A reader (who admits he has not read the book) writes to say (in response to this blog) that what he sees in Atwood’s work is the “predictable, feminist slant, trying so hard to construct a scenario for which men can be excoriated as “oppressors” that it ignores entirely (and probably unconsciously) the fact that the “handmaids” are “oppressed” for the benefit of RULING-CLASS WOMEN.”
Well, this is a good lesson why one should not make observations about a book one has not read. How women oppress other women is actually a central theme in THT. Indeed, at every turn, what we see is that women are oppressed by the state. Not by a united front of men. Indeed, the Republic of Gilead is opposed from within my many men (who are themselves oppressed) and countless guerilla fighters in the hinterlands who are waging war against Gilead.
Here’s the problem people seem to have. Everyone wants a simple, morality-play of a novel where the good guys and bad guys are all broken out nicely into little groups. Men vs. women, straights vs. gays, feminists against Catholics, and so one. But that’s not the way the world works and that’s not the way this novel works.
If there is any dominant theme, it is that the means of coercion used by a police state against dissidents are abhorrent in the extreme, and that women can be a convenient scapegoat. (It’s not like there aren’t historical examples to support this assertion.) If Catholic readers want to be offended by something, let them be offened by the brutality of the regime, or the assaults on the God-given dignity of women. But sadly, that’s not what I see. They’re too busy wringing their hands over an occasional F-word.
The Catholic critics just want to hate Atwood, but if we look deeper, we see that in other works as well as this one, she seems to support numerous bourgeois and Christian values. So maybe simple labels are insufficient.
Atwood has in fact been condemned by many feminists for being anti-feminist. Why? Because she points out how women oppress women, and also because she has some of her heroines wanting to live bourgeois middle class married lives. Indeed, the world of Gilead is, like all totalitarian regimes, poised against the family, and against economic freedom.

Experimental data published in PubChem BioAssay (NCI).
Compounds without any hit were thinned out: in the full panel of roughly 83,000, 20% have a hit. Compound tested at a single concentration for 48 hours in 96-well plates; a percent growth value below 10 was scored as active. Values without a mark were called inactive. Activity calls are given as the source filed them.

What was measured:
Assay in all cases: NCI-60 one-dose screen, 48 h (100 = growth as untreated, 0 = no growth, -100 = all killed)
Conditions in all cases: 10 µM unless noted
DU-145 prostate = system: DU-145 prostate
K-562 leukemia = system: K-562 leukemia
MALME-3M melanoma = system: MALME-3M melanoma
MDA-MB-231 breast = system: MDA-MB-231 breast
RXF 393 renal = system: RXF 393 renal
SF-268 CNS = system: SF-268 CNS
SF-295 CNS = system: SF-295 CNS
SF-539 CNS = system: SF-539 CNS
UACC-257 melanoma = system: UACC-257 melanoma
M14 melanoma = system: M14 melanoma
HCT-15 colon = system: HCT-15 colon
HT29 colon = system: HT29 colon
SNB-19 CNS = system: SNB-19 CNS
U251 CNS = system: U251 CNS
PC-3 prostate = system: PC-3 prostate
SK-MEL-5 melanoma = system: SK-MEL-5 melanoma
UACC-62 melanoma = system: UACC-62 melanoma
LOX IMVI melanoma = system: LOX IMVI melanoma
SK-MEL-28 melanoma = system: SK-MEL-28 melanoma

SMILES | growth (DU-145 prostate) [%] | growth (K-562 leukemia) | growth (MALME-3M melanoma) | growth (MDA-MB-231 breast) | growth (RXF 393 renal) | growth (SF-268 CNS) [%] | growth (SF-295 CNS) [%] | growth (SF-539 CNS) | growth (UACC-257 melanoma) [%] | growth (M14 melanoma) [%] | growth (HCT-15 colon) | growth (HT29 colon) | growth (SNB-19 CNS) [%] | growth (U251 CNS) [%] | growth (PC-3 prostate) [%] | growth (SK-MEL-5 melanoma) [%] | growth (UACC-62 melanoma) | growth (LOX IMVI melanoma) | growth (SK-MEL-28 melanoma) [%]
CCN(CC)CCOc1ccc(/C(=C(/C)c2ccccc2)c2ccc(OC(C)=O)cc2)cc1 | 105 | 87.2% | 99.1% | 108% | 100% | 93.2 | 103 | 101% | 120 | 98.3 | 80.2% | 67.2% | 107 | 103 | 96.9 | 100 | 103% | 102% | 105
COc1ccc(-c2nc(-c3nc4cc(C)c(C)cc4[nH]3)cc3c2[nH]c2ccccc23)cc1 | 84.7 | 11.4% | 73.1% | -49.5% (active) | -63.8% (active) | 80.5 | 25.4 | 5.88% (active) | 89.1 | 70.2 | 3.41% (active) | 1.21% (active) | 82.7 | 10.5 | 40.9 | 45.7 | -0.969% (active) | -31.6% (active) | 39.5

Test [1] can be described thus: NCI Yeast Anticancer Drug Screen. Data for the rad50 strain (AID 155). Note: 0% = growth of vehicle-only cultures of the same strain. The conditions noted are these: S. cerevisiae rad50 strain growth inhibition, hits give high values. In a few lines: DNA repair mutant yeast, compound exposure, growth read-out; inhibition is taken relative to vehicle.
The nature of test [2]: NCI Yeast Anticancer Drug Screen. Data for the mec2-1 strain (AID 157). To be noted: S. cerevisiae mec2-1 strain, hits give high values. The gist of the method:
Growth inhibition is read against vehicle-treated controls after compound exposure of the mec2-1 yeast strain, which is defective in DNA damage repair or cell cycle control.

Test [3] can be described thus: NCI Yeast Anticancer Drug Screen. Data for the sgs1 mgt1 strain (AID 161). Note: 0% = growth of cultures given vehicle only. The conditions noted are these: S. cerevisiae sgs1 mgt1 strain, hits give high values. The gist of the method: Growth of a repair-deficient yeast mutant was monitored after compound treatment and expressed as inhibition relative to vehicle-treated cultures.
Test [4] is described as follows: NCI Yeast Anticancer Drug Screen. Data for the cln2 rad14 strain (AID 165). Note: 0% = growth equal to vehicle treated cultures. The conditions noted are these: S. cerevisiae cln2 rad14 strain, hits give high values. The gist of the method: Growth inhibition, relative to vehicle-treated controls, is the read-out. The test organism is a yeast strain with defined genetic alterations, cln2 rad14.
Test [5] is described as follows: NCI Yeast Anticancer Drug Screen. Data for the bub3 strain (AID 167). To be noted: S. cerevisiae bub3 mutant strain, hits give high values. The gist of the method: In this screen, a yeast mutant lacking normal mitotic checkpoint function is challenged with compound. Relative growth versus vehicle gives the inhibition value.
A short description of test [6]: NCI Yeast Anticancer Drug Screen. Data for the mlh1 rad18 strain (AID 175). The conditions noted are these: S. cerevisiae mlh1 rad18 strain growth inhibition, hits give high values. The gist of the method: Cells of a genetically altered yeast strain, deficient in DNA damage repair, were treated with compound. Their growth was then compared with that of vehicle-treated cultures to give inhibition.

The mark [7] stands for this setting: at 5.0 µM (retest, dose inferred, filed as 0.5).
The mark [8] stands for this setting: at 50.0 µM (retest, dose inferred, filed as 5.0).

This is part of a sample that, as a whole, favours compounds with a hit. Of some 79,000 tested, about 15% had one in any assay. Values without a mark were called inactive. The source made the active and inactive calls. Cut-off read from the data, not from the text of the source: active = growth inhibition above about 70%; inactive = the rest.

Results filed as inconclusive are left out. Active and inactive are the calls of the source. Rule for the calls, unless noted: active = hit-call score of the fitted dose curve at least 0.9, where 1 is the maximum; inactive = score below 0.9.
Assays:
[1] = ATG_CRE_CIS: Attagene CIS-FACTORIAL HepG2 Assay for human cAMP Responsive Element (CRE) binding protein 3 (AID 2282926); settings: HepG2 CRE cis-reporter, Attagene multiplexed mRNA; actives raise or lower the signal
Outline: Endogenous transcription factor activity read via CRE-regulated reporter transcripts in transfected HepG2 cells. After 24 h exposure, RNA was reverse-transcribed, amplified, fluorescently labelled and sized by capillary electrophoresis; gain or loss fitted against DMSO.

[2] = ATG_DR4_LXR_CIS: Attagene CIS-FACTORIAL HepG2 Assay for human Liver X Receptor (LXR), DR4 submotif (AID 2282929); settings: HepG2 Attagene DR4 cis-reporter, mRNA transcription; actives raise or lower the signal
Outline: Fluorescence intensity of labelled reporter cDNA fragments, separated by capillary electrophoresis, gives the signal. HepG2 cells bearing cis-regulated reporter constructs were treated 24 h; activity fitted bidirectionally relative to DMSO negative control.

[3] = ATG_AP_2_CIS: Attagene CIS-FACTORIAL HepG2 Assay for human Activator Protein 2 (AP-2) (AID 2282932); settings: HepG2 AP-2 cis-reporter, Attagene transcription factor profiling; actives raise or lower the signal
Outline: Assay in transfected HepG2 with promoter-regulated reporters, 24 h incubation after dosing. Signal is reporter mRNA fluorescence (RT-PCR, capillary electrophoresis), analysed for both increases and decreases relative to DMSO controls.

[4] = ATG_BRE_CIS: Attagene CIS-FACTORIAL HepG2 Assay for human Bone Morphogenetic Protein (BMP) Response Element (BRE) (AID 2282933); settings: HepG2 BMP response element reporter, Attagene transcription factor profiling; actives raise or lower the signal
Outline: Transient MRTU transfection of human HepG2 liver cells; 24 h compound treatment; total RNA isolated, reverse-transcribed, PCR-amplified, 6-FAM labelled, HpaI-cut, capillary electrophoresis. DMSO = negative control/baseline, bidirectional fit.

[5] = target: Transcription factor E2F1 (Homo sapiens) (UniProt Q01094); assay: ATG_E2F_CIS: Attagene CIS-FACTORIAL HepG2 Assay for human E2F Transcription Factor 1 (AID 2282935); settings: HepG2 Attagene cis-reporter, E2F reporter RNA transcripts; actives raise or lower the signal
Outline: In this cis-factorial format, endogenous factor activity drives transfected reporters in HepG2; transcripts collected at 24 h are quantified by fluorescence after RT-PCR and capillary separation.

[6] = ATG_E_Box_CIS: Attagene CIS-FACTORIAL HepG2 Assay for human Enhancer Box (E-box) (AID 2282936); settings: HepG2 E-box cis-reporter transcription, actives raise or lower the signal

So, the main character fantasizes about baking bread, buying pantyhose, and living a normal domestic life. Some feminists (but not all) hate that ideal. Indeed, the consumerism of the 20th century is held up in many ways as liberating by Atwood. Remember, it was destroying the economic freedom of women that was the first step in Gilead’s totalitarian agenda.
And, someone just drew my attention to Atwood’s other dystopian novel, Oryx and Crake. It looks like in this novel, the most prominent atrocities are genetic engineering, prostitution, and child pornography. Hmmm, doesn’t the Catholic Church condemn genetic engineering, prostitution, and child pornography as abhorrent? Does this make Atwood a Catholic now? Hardly, but it illustrates the problems with slapping down easly little answers and platitutudes about how THT is a “second rate novella” anf how Atwood is a radical “ultra feminist.” I see no evidense to support either conclusion.
White’s and Zuhlsdorf’s little tirades against THT smack of parochialism and is the sort of unsophisticated religious paranoid fear-mongering that Mencken would have had a field day with.11:26 am on October 14, 2007 Email Ryan McMaken